effect in the context. Instead of 
flowering naturally—as in Proust, for
instance—from an overflow of inter-
est and beauty in the object itself, we 
feel that they have been called into 
existence by some irritation, are the 
effort of a mind outraged by ugliness 
to supplement it with a beauty which, 
because it originates in protest, has 
something a little febrile about it.

Yet in Howards End there are, one 
feels, in solution all the qualities that 
are needed to make a masterpiece. The 
characters are extremely real to us. 
The ordering of the story is masterly. 
That indefinable but highly important
thing, the atmosphere of the book, is 
alight with intelligence; not a speck 
of humbug, not an atom of falsity is 
allowed to settle. And again, but on 
a larger battlefield, the struggle goes 
forward which takes place in all Mr. 
Forster's novels—the struggle be-
tween the things that matter and the
things that do not matter, between 
reality and sham, between the truth 
and the lie. Again the comedy is 
exquisite and the observation faultless. 
But again, just as we are yielding 
ourselves to the pleasures of the 
imagination, a little jerk rouses us. 
We are tapped on the shoulder. We 
are to notice this, to take heed of that. 
Margaret or Helen, we are made to 
understand, is not speaking simply as 
herself; her words have another and a 
larger intention. So, exerting ourselves 
to find out the meaning, we step from 
the enchanted world of imagination, 
where our faculties work freely, to the 
twilight world of theory, where only 
our intellect functions dutifully. Such 
moments of disillusionment have the 
habit of coming when Mr. Forster is 
most in earnest, at the crisis of the book, 
where the sword falls or the bookcase 
drops. They bring, as we have noted 
already, a curious insubstantiality into 
the 'great scenes' and the important 

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figures. But they absent themselves 
entirely from the comedy. They make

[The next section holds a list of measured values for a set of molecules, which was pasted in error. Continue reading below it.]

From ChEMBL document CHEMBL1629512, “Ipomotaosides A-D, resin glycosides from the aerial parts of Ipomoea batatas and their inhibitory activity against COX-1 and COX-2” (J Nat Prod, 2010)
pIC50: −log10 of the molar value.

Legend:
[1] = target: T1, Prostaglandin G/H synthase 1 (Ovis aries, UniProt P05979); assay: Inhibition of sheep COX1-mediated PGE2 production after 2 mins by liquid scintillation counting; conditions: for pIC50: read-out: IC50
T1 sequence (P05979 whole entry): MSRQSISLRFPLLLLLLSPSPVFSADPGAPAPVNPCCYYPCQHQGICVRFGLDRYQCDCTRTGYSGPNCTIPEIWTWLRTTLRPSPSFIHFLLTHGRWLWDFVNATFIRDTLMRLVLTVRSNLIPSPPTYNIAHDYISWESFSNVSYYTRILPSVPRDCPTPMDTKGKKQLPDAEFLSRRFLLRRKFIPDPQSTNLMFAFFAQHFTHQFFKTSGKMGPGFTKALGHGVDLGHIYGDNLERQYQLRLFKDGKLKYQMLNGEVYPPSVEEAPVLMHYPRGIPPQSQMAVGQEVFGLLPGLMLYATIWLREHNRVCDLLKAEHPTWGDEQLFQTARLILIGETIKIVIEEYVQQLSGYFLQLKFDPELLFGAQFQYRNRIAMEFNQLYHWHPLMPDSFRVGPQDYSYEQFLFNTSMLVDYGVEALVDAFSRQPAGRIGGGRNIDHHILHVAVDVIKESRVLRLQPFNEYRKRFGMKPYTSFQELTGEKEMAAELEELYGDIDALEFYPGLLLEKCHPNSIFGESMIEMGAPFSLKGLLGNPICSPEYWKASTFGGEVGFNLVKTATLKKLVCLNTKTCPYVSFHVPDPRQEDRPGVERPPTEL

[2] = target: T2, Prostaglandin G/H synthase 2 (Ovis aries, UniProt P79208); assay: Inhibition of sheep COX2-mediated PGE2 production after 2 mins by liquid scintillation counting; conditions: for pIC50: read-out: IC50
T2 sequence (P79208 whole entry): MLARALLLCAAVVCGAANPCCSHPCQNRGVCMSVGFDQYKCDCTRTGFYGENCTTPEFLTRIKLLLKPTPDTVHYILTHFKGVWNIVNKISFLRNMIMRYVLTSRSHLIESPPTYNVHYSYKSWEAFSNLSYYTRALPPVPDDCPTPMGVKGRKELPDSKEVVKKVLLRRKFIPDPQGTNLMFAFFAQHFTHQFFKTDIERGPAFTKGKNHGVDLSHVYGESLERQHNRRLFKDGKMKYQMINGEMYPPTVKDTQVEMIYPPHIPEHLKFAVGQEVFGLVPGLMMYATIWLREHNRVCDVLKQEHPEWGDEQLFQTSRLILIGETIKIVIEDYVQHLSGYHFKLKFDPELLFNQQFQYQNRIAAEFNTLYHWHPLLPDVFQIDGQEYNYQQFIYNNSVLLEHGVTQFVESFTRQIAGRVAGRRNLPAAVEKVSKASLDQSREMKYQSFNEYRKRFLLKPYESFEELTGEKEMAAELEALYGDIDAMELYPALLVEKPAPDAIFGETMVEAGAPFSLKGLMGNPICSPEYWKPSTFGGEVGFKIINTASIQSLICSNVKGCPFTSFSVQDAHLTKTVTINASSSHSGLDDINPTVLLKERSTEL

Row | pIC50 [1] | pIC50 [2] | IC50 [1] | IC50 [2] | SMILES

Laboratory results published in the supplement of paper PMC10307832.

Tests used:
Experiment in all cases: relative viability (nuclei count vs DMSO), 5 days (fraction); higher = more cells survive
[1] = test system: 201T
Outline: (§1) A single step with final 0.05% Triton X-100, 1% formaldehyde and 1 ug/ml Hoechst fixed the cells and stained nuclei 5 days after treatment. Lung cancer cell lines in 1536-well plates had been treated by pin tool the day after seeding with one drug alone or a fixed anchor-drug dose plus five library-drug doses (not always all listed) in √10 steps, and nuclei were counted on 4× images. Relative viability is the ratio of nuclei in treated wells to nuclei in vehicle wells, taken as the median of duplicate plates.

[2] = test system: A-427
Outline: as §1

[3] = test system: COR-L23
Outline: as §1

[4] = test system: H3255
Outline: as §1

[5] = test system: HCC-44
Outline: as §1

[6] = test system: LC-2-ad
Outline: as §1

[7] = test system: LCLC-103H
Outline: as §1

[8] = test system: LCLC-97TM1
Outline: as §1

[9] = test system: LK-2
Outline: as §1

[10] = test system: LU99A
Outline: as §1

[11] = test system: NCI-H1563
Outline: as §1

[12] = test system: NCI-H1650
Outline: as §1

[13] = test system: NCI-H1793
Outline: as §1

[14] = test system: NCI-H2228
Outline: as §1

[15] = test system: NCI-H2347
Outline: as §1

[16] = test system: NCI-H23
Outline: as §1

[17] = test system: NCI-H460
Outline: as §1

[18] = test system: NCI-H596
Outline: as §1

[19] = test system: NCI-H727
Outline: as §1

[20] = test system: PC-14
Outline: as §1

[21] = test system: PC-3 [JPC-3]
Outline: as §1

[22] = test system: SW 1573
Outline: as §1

us wish, foolishly enough, to dispose 
Mr. Forster's gifts differently and to 
restrict him to write comedy only. For 
directly he ceases to feel responsible 
for his characters' behavior, and forgets 
that he should solve the problem of the 
universe, he is the most diverting of 
novelists. The admirable Tibby and 
the exquisite Mrs. Munt in Howards 
End, though thrown in largely to 
amuse us, bring a breath of fresh air 
in with them. They inspire us with 
the intoxicating belief that they are 
free to wander as far from their crea-
tor as they choose. Margaret, Helen, 
Leonard Bast, are closely tethered and 
vigilantly overlooked lest they may 
take matters into their own hands and 
upset the theory. But Tibby and Mrs. 
Munt go where they like, say what 
they like, do what they like. The lesser 
characters and the unimportant scenes 
in Mr. Forster's novels thus often 
remain more vivid than those with 
which, apparently, most pain has been 
taken. But it would be unjust to part 
from this big, serious, and highly inter-
esting book without recognizing that 
it is an important if unsatisfactory piece 
of work which may well be the prelude 
to something as large but less anxious.


Many years passed before A Passage 
to India appeared. Those who hoped 
that in the interval Mr. Forster might 
have developed his technique so that it 
yielded rather more easily to the im-
press of his whimsical mind and gave 
freer outlet to the poetry and fantasy 
which play about in him were dis-
appointed. The attitude is precisely 
the same four-square attitude which 
walks up to life as if it were a house 
with a front door, puts its hat on the 
table in the hall, and proceeds to visit